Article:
- March 23, 2015
While the button for sending audio messages in the iOS 8 Messages app is readily apparent, one feature that may not be so obvious is that you can actually record and send audio messages even more quickly by simply raising your iPhone to your ear. For this to work, you need to ensure that the “Raise to Listen” option is enabled under Settings, Messages and your iPhone screen must be on and showing an active iMessage conversation.
As the name of the setting suggests, this feature will also allow you to listen to incoming audio messages in the same manner, allowing you to effectively keep up a back-and-forth conversation without needing to worry about tapping on buttons. Note that Audio Messages are only available in iMessage conversations. In the same way that the audio button won’t appear in a standard SMS conversation, the raise-to-record feature won’t do anything either if you don’t have an actual iMessage conversation open on your screen. Your audio message should be sent out automatically once you take your iPhone away from your ear, unless it’s a really short message, in which case you’ll need to tap the “Send” button to confirm it, or the “X” to erase it — this is presumably to prevent sending of merely accidental recordings.
You probably already know that the photos you take with your iPhone are automatically tagged with the location where you took them, and this information is pretty clearly displayed in the “Moments” section of the new iOS Photos app above each grouping of photos. What you may not have realized, however, is that you can easily view this information on a map simply by tapping any of these headings with a location name.
This will take you to a map view that will show you thumbnails of your photos based on the location information stored in each. You can even zoom in and out from here, allowing you to view groupings of photos in more specific locations, and tapping on a thumbnail will bring you to a view of only the grouping of photos taken at that specific location.
While some may argue about the importance of locking your iPhone or other iOS device with a passcode, in this day of identity thieves and other ne’er-do-wells, it’s generally something we here at iLounge strongly recommend users do. In fact, if you’ve got a device with Touch ID, there’s really little good reason to not have a passcode, which was Apple’s primary motivation for introducing the feature.
While you probably already know how to set a standard four-digit passcode, you may not realize that it’s possible to use more complex alphanumeric passwords as well — a good security feature considering the number of brute-force attacks that can defeat relatively simple four-digit PINs. While having to enter a complex password each time you unlock your device would have been more cumbersome in the days before Touch ID, it’s much more practical now, as this is a password that you’ll need to enter far less often — usually only when you restart your device.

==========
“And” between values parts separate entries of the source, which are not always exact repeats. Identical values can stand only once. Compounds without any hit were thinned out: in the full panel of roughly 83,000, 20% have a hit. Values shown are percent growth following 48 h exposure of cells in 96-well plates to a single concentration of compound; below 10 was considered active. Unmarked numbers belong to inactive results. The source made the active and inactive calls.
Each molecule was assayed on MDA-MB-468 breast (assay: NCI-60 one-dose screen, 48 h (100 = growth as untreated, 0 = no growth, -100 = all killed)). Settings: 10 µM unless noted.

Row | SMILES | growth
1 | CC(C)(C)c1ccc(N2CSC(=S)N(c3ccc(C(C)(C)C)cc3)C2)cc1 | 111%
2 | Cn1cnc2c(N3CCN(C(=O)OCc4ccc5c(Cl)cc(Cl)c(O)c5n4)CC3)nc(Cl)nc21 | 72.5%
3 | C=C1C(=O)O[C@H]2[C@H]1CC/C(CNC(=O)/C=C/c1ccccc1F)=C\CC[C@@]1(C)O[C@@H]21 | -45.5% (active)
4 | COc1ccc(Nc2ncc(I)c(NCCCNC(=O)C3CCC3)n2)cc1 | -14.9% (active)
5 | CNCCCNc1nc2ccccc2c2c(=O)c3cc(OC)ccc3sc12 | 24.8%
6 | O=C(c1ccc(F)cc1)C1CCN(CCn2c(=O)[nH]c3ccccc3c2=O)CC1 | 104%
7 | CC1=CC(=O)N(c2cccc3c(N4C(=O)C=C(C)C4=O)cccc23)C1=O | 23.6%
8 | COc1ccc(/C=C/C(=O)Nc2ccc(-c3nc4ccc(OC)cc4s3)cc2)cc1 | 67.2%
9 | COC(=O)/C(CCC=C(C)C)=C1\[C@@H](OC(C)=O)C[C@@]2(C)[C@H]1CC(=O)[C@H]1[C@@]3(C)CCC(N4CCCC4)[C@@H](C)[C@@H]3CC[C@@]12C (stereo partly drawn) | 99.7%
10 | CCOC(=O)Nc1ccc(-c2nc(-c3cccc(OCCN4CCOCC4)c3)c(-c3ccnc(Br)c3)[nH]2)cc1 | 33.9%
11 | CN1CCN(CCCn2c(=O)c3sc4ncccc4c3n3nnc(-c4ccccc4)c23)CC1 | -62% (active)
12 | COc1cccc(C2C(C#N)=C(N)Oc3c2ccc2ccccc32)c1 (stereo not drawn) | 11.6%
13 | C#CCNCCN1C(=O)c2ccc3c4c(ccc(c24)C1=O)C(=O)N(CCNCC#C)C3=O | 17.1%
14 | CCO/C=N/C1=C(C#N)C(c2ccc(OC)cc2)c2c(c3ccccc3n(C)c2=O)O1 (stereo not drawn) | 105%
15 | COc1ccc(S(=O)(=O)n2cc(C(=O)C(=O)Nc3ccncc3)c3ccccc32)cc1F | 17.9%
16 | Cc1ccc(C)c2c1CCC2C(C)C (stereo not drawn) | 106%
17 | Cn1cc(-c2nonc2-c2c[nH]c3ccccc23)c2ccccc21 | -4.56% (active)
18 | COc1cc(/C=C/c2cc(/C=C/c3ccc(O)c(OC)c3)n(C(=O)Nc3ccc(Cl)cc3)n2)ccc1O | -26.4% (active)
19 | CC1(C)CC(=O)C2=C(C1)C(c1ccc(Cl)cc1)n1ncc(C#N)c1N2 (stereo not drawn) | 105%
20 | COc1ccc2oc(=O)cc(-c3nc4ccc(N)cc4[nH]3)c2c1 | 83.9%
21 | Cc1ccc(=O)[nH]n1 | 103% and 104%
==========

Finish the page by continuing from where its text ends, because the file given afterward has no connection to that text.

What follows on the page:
To enable a complex passcode, simply go into your iOS Settings app, choose Touch ID & Passcode, enter your existing passcode (if you’ve set one), and then scroll down and toggle OFF “Simple Passcode.” You’ll be prompted to change your old passcode as soon as you toggle this option off so that you can pick a more secure alphanumeric password.
Once you’ve done this, you’ll see that the iPhone unlock screen now presents a standard keyboard when you swipe to unlock your device. However, using a complex password doesn’t change the way Touch ID works — you can still unlock simply by holding your finger on your home button, so you’ll rarely even see the full-keyboard unlock screen. A more secure password, however, will make your iPhone harder to get into for anybody who doesn’t have their fingerprint registered on your device.
If you’re an active calendar user on iOS who relies on invitations and shared calendars, you may find it useful that iOS 8 now gives you more control over the notifications and alerts you see for different types of calendar activities. This means that you don’t need to have all of your normal event alerts, invitation alerts, and shared calendar changes notify you in the same way. While prior iOS versions gave you the ability to simply switch things like shared calendar alerts completely off, with iOS 8 you can now fully customize each of the different categories of calendar alerts.